Whenever you have a moment, do a quick inventory of whatever moral and political issues you can think of. Now try to think of how you felt about these issues five years ago. How about ten years ago? Do you see any differences? (If not, is it because you were 9 a decade ago? That’s fair.) The most obvious shift for most people will be with respect to gay marriage. For me, it was almost exactly ten years ago that my opinion started shifting on that issue: it happened during an argument with my grandpa when I realized he was reasoning in circles. “I’m against gay marriage because it’s wrong.”
“Why is it wrong?” I asked.
“Because it’s morally wrong.”
“But why do you think that?”
“Because it’s wrong, you jackass!”
Even progressive politicians have an interesting track record on gay marriage, the most obvious of whom is Barack Obama. Just before the 2012 election cycle got into full swing, Obama announced to the world that he had been “going through an evolution on this issue,” and was ready to announce his unbridled support for gay marriage. “I’ve just concluded that for me personally it is important for me to go ahead and affirm that I think same-sex couples should be able to get married.” As recently as 2008, however, he said, “I believe marriage is between a man and a woman. I am not in favor of gay marriage.”
Now imagine, if you will, that over the next twenty years there is a similar shift in the philosophy of child-rearing and child-care. Imagine, say, that “time outs” – that is, making a child sit to him or herself quietly for a prescribed length of time – come to be seen as both ineffective and abusive. Rather than considering time outs as punitive but necessary, the punishment is regarded as psychologically damaging with lasting repercussions to a child’s social development. It’s maybe described as a “power struggle” that is “confusing for the child” who is “left to make sense of strong emotions” with no greater context. Imagine that this guiding philosophy is now firmly held by somewhere around half the population. In this hypothetical 2034, how much guilt would you feel if you’d used time outs on your children?
This last weekend, the news broke that Adrian Peterson had been indicted for “reckless or negligent injury to a child.” In May, as a disciplinary measure, Peterson struck his four-year old son with a switch – a small, stripped down tree branch, basically – leaving welts and abrasions on the boy’s buttocks and thighs. I am not attempting to defend Peterson here: Adrian Peterson is a man whose handshake makes grown men wince, he is a brutishly strong athletic marvel, even compared to his peers – men who are already among the strongest and fastest in the world. He has no business using corporal punishment as a disciplinary device.
The public reaction, however, has gone predictably over the top. Part of it stems from the immediate context of the situation – the recent release of Ray Rice for knocking his wife unconscious in a casino elevator being the most dramatic part of it. Fans are fed up about a culture in which athletes continue to earn financial rewards after committing barbaric, horrific acts against women and children. One aspect that has magnified the outrage towards Peterson has been the fact that he seems completely unaware that people think he did something wrong.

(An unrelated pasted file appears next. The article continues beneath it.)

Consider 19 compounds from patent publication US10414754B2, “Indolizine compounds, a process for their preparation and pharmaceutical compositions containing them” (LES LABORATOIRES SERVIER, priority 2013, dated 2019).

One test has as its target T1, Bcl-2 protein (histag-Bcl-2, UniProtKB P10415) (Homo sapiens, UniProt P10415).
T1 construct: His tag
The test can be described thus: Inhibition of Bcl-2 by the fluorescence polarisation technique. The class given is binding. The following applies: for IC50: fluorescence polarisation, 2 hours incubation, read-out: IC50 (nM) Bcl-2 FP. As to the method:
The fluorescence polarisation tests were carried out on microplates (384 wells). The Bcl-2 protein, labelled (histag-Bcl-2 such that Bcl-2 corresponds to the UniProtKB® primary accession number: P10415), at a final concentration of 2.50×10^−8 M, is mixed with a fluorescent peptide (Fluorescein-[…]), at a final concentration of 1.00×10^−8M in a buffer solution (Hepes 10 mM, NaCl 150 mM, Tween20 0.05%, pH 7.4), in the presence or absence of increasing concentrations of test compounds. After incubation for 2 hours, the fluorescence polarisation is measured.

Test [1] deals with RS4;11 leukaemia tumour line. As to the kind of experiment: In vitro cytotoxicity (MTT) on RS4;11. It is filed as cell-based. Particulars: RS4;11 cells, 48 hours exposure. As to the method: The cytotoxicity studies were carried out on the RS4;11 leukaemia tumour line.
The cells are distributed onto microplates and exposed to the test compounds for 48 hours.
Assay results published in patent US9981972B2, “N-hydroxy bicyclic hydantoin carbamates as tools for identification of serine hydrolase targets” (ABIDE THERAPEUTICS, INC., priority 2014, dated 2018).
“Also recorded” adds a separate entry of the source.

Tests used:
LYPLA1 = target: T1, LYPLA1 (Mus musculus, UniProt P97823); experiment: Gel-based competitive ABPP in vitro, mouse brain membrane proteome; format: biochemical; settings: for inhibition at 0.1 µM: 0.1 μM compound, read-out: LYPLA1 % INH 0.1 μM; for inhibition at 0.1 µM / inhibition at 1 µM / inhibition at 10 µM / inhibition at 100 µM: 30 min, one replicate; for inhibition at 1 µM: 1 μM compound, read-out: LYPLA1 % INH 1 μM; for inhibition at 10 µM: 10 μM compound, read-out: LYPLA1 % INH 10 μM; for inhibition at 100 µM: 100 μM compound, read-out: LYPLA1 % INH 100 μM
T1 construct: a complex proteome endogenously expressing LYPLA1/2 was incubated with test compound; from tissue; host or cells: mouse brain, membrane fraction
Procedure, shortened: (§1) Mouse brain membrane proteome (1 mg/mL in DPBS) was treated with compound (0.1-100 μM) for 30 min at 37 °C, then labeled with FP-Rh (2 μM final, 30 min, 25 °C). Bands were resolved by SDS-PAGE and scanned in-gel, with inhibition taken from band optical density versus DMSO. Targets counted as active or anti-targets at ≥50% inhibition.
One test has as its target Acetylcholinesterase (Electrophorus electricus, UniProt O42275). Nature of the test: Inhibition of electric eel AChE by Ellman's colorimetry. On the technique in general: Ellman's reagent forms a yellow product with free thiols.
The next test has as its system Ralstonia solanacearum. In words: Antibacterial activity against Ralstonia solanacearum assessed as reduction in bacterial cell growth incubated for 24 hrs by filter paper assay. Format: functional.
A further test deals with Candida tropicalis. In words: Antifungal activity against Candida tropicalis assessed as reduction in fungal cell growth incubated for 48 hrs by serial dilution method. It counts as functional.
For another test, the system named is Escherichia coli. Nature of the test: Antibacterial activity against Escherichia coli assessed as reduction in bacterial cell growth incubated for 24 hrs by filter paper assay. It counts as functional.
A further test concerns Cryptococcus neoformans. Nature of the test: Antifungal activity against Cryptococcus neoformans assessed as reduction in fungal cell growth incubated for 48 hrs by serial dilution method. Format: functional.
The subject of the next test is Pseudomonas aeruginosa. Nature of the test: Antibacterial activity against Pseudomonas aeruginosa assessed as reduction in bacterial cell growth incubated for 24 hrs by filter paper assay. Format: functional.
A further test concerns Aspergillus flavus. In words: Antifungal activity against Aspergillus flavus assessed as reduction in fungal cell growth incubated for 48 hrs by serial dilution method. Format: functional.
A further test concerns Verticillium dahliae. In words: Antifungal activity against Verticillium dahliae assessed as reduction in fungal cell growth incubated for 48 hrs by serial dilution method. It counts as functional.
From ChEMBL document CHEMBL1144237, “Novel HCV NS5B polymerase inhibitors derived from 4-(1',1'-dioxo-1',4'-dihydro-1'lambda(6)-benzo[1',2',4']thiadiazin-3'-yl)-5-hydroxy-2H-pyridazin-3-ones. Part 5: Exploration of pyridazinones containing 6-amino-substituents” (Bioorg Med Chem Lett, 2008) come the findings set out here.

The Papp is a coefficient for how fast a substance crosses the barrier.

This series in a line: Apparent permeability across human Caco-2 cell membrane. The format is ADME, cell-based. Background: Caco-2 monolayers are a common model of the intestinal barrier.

But that doesn’t give us license to ignore the role that cultural context is playing here. Nobody is claiming that Adrian Peterson set out to hurt his son. In fact, the nature of the charges – reckless or negligent injury – tacitly acknowledges that the legal system believes that Peterson “went too far” in the normal course of parenting. The use of a switch has been commonplace in southern parenting for ages. Peterson himself received such treatment growing up, or so he claims. (Considering how open he was with police and the grand jury, it would be odd to doubt his word on that point.)
I am not trying to argue for the merits on using a switch – I think that’s horrific. What I am trying to do is point out the absurd arrogance of demanding that everyone, regardless of culture or background, regardless of context or mitigation, must adhere to the arbitrary set of progressive mores at play in society. This is an impossible standard. We are judging a Southern black man, one who grew up in a poor home with a dad in prison, under the ethical system of a predominantly White, upper-middle class East-coast ethic. This is disingenuous at best. We live in a world where the most liberal, progressive president we’ve ever seen didn’t embrace gay marriage until he’d held that office for three years. It’s easy to want everyone to agree with your core values at all times, but it’s unrealistic to expect anybody to be able to hold that pace.
By the way, that time outs hypothetical? That’s not a hypothetical. Several major child-care providers consider time outs to be unethical, ineffective for discipline, and harmful to the child. (The YMCA is the most notable example.) It is currently a minority opinion, of course, and it is not unreasonable to believe that a time out is a perfectly valid form of discipline. But that might not be true in ten years. And, perhaps more frightening, the same could have been said about using a switch twenty years ago. When we judge someone by our immediate cultural context, when we don’t temper that judgment with reference to how that person is acting in the context of their norms, we are constructing a system of social morality where no one has any legs on which to stand.